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By Seth O’Bryan, Director of Social and Environment Sustainability and Upper School Mathematics, at The Harley School in Rochester, NY. 

Response to a reporter question regarding insights and predictions from educators,
about what K-12 virtual learning will look like in 2021 and beyond:
1. Blended learning teaching practices will increase, even when all students are back in the physical classroom. Blended learning is a mix of traditional direct instruction and flipped classroom (A flipped classroom is an instructional strategy and a type of blended learning, which aims to increase student engagement and learning by having students complete readings at their home and work on live problem-solving during class time). Teachers struggle with content coverage, and finding time for collaborative or inquiry-based projects that require students to be at the center of the knowledge creation. Blended learning seeks a balance of direct instruction in the classroom and, when appropriate, students watching instructional videos at home so that projects or collaborative activities can be done in the classroom with teacher mentorship. Due to remote learning, many teachers are now experienced at using screencasting tools as well as digital tools like EDpuzzle to make instructional videos more engaging and interactive. In the past, teachers often used class time to teach about basic building blocks, review material, or cover facts that students can just as easily learn at home on their own. Also, due to remote learning, teachers and students have increased appreciation for using class time to develop social emotional learning skills or incorporate more critical thinking work.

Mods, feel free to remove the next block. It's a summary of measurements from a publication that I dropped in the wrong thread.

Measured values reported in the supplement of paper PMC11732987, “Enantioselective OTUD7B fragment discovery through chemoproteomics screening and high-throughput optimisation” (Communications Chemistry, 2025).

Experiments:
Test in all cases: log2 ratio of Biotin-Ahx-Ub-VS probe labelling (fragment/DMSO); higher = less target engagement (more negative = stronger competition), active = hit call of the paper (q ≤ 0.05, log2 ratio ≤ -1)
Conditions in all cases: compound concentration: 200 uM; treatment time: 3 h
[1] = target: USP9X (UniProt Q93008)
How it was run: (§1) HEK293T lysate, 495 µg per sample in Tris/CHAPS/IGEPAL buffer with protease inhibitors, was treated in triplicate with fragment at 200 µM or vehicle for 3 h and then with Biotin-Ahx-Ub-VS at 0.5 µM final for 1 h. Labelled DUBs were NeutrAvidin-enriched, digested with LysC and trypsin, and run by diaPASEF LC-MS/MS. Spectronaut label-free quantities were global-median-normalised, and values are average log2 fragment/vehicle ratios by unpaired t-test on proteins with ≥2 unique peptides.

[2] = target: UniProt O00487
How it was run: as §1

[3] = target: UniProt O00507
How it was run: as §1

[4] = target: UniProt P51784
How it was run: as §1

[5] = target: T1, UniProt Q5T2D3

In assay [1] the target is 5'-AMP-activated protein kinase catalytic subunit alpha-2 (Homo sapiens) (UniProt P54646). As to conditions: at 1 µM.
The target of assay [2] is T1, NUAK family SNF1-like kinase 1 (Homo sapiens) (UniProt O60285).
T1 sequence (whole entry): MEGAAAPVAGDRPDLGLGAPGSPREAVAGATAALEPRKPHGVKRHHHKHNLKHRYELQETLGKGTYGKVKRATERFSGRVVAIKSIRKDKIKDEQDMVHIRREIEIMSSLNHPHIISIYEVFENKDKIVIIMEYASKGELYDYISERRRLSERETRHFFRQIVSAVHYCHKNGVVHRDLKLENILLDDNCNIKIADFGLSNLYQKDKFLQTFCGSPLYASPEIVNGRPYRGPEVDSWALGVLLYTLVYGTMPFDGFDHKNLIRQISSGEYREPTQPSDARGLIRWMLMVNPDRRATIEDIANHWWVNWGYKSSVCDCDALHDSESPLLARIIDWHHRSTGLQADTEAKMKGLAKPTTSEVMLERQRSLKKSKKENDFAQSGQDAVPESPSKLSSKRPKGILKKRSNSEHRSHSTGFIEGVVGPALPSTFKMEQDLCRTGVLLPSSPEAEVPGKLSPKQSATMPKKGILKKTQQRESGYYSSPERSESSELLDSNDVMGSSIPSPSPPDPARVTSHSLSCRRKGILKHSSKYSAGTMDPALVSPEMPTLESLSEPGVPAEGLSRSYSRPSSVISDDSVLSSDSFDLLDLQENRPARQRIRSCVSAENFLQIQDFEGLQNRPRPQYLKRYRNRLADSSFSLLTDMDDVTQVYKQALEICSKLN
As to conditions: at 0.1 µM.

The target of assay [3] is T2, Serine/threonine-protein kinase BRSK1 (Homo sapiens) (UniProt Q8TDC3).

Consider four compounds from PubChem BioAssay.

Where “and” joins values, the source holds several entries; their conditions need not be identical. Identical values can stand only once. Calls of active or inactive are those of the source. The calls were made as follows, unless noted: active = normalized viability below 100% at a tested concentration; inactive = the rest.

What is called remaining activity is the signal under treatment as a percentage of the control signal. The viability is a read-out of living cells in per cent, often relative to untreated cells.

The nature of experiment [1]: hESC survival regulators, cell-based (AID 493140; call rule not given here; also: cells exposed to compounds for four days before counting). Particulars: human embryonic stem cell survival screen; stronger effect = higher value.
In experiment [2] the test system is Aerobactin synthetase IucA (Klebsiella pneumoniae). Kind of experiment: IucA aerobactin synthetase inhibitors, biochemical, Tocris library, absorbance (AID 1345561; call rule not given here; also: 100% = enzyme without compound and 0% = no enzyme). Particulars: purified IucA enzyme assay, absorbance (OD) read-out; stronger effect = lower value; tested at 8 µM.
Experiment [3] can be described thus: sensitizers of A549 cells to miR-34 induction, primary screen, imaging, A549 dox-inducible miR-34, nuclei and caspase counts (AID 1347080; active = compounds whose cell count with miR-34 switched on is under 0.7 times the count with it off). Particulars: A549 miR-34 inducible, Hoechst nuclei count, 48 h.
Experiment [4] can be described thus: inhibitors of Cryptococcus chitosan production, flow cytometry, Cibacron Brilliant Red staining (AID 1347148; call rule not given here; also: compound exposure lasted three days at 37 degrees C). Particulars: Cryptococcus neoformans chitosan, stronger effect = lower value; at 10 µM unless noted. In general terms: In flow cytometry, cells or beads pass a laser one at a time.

2. Educators are increasingly valuing equity and inclusion in the classroom. Teachers and students are learning more about collaborative or student-centered digital tools such as flipgrid, padlet, seesaw, and interactive whiteboards create significantly more opportunities for (1) multiple students to participate in class at the same time, (2) students to learn from each other, (3) students to engage in assignments with more creativity and authentic voice, and (4) shy or quiet students to participate in class. 
 
Teachers have now learned about the digital tools and how to incorporate them into the classroom. Students are also familiar with how the tools work and can decide how to invest their voice and ideas into the medium that works best for them. These collaborative tools are helpful for making a classroom centered on equity because of the opportunities for students to construct knowledge together and less an imbalance of teacher expert/student passive learner. They also create space for students to explore how they can learn best in the classroom. 
Photo by Ben Mullins on Unsplash.